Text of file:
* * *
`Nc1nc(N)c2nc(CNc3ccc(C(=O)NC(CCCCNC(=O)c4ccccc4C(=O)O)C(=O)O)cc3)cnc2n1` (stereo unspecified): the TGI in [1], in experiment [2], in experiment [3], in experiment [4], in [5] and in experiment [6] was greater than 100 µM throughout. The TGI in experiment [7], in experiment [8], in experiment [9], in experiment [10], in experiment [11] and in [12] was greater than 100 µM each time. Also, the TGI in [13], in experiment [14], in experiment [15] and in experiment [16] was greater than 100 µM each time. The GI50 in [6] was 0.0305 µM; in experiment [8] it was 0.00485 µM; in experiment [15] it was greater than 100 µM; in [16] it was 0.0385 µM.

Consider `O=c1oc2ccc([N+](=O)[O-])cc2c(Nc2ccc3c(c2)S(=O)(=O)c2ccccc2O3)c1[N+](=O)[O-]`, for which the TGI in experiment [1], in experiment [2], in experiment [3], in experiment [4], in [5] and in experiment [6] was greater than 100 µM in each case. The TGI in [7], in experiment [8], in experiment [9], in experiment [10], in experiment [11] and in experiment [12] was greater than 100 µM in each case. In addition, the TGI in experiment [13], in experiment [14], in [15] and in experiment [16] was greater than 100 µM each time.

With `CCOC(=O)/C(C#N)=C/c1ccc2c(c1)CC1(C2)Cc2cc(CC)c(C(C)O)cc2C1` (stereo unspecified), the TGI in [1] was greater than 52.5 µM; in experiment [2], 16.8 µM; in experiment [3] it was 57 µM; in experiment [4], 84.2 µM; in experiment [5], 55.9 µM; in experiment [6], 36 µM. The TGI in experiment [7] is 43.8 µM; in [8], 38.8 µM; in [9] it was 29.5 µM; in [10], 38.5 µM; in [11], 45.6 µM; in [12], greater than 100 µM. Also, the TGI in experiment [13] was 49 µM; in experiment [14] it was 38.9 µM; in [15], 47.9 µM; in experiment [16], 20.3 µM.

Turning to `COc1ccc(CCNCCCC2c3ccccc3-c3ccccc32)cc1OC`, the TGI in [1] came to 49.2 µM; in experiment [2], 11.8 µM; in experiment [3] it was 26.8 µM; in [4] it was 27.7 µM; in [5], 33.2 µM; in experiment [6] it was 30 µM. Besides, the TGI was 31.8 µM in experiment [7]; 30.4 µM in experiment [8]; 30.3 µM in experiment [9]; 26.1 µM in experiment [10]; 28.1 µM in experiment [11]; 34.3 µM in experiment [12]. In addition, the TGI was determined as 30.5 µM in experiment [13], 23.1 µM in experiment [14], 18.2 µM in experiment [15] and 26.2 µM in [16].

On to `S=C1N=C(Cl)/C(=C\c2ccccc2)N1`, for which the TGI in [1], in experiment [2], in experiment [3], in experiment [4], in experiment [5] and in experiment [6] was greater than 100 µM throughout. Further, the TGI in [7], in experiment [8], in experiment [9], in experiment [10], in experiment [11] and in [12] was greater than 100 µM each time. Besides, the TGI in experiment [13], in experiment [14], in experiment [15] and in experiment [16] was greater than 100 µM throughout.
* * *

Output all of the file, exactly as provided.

`Nc1nc(N)c2nc(CNc3ccc(C(=O)NC(CCCCNC(=O)c4ccccc4C(=O)O)C(=O)O)cc3)cnc2n1` (stereo unspecified): the TGI in [1], in experiment [2], in experiment [3], in experiment [4], in [5] and in experiment [6] was greater than 100 µM throughout. The TGI in experiment [7], in experiment [8], in experiment [9], in experiment [10], in experiment [11] and in [12] was greater than 100 µM each time. Also, the TGI in [13], in experiment [14], in experiment [15] and in experiment [16] was greater than 100 µM each time. The GI50 in [6] was 0.0305 µM; in experiment [8] it was 0.00485 µM; in experiment [15] it was greater than 100 µM; in [16] it was 0.0385 µM.

Consider `O=c1oc2ccc([N+](=O)[O-])cc2c(Nc2ccc3c(c2)S(=O)(=O)c2ccccc2O3)c1[N+](=O)[O-]`, for which the TGI in experiment [1], in experiment [2], in experiment [3], in experiment [4], in [5] and in experiment [6] was greater than 100 µM in each case. The TGI in [7], in experiment [8], in experiment [9], in experiment [10], in experiment [11] and in experiment [12] was greater than 100 µM in each case. In addition, the TGI in experiment [13], in experiment [14], in [15] and in experiment [16] was greater than 100 µM each time.

With `CCOC(=O)/C(C#N)=C/c1ccc2c(c1)CC1(C2)Cc2cc(CC)c(C(C)O)cc2C1` (stereo unspecified), the TGI in [1] was greater than 52.5 µM; in experiment [2], 16.8 µM; in experiment [3] it was 57 µM; in experiment [4], 84.2 µM; in experiment [5], 55.9 µM; in experiment [6], 36 µM. The TGI in experiment [7] is 43.8 µM; in [8], 38.8 µM; in [9] it was 29.5 µM; in [10], 38.5 µM; in [11], 45.6 µM; in [12], greater than 100 µM. Also, the TGI in experiment [13] was 49 µM; in experiment [14] it was 38.9 µM; in [15], 47.9 µM; in experiment [16], 20.3 µM.

Turning to `COc1ccc(CCNCCCC2c3ccccc3-c3ccccc32)cc1OC`, the TGI in [1] came to 49.2 µM; in experiment [2], 11.8 µM; in experiment [3] it was 26.8 µM; in [4] it was 27.7 µM; in [5], 33.2 µM; in experiment [6] it was 30 µM. Besides, the TGI was 31.8 µM in experiment [7]; 30.4 µM in experiment [8]; 30.3 µM in experiment [9]; 26.1 µM in experiment [10]; 28.1 µM in experiment [11]; 34.3 µM in experiment [12]. In addition, the TGI was determined as 30.5 µM in experiment [13], 23.1 µM in experiment [14], 18.2 µM in experiment [15] and 26.2 µM in [16].

On to `S=C1N=C(Cl)/C(=C\c2ccccc2)N1`, for which the TGI in [1], in experiment [2], in experiment [3], in experiment [4], in experiment [5] and in experiment [6] was greater than 100 µM throughout. Further, the TGI in [7], in experiment [8], in experiment [9], in experiment [10], in experiment [11] and in [12] was greater than 100 µM each time. Besides, the TGI in experiment [13], in experiment [14], in experiment [15] and in experiment [16] was greater than 100 µM throughout.